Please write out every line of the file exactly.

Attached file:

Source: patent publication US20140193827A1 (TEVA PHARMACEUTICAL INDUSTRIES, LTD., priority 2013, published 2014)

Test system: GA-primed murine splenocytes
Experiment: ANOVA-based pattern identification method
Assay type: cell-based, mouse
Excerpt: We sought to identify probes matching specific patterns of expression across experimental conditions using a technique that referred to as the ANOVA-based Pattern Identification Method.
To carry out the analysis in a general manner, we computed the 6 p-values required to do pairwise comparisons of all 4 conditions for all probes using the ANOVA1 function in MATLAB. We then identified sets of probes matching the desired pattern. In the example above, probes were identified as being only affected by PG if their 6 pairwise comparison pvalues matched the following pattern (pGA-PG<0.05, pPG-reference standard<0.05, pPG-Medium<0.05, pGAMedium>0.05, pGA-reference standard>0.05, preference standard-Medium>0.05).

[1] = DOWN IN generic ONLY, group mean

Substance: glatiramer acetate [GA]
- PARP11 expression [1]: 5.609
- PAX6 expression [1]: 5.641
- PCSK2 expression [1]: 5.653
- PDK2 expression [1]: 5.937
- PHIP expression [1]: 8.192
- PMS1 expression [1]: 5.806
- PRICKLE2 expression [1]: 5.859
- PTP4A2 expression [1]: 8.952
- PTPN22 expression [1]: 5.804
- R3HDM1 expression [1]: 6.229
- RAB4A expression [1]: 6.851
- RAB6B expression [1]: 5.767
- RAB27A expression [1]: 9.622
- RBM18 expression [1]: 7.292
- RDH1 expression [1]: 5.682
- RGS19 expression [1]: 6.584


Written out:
Source: patent publication US20140193827A1 (TEVA PHARMACEUTICAL INDUSTRIES, LTD., priority 2013, published 2014)

Test system: GA-primed murine splenocytes
Experiment: ANOVA-based pattern identification method
Assay type: cell-based, mouse
Excerpt: We sought to identify probes matching specific patterns of expression across experimental conditions using a technique that referred to as the ANOVA-based Pattern Identification Method.
To carry out the analysis in a general manner, we computed the 6 p-values required to do pairwise comparisons of all 4 conditions for all probes using the ANOVA1 function in MATLAB. We then identified sets of probes matching the desired pattern. In the example above, probes were identified as being only affected by PG if their 6 pairwise comparison pvalues matched the following pattern (pGA-PG<0.05, pPG-reference standard<0.05, pPG-Medium<0.05, pGAMedium>0.05, pGA-reference standard>0.05, preference standard-Medium>0.05).

[1] = DOWN IN generic ONLY, group mean

Substance: glatiramer acetate [GA]
- PARP11 expression [1]: 5.609
- PAX6 expression [1]: 5.641
- PCSK2 expression [1]: 5.653
- PDK2 expression [1]: 5.937
- PHIP expression [1]: 8.192
- PMS1 expression [1]: 5.806
- PRICKLE2 expression [1]: 5.859
- PTP4A2 expression [1]: 8.952
- PTPN22 expression [1]: 5.804
- R3HDM1 expression [1]: 6.229
- RAB4A expression [1]: 6.851
- RAB6B expression [1]: 5.767
- RAB27A expression [1]: 9.622
- RBM18 expression [1]: 7.292
- RDH1 expression [1]: 5.682
- RGS19 expression [1]: 6.584